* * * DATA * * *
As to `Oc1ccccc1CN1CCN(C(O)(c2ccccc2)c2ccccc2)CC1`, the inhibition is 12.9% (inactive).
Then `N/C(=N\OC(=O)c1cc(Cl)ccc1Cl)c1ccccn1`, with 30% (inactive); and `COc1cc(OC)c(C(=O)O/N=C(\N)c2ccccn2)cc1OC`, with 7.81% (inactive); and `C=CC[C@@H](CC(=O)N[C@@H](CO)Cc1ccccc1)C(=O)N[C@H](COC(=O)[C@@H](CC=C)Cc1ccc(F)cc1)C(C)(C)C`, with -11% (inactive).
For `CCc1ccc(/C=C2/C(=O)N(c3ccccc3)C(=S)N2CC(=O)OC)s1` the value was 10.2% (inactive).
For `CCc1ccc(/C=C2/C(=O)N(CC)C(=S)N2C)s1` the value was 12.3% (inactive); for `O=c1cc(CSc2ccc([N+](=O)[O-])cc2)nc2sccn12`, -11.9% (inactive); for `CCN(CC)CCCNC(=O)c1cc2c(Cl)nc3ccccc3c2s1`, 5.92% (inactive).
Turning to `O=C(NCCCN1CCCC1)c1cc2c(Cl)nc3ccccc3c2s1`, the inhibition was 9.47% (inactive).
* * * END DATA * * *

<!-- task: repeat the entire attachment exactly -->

As to `Oc1ccccc1CN1CCN(C(O)(c2ccccc2)c2ccccc2)CC1`, the inhibition is 12.9% (inactive).
Then `N/C(=N\OC(=O)c1cc(Cl)ccc1Cl)c1ccccn1`, with 30% (inactive); and `COc1cc(OC)c(C(=O)O/N=C(\N)c2ccccn2)cc1OC`, with 7.81% (inactive); and `C=CC[C@@H](CC(=O)N[C@@H](CO)Cc1ccccc1)C(=O)N[C@H](COC(=O)[C@@H](CC=C)Cc1ccc(F)cc1)C(C)(C)C`, with -11% (inactive).
For `CCc1ccc(/C=C2/C(=O)N(c3ccccc3)C(=S)N2CC(=O)OC)s1` the value was 10.2% (inactive).
For `CCc1ccc(/C=C2/C(=O)N(CC)C(=S)N2C)s1` the value was 12.3% (inactive); for `O=c1cc(CSc2ccc([N+](=O)[O-])cc2)nc2sccn12`, -11.9% (inactive); for `CCN(CC)CCCNC(=O)c1cc2c(Cl)nc3ccccc3c2s1`, 5.92% (inactive).
Turning to `O=C(NCCCN1CCCC1)c1cc2c(Cl)nc3ccccc3c2s1`, the inhibition was 9.47% (inactive).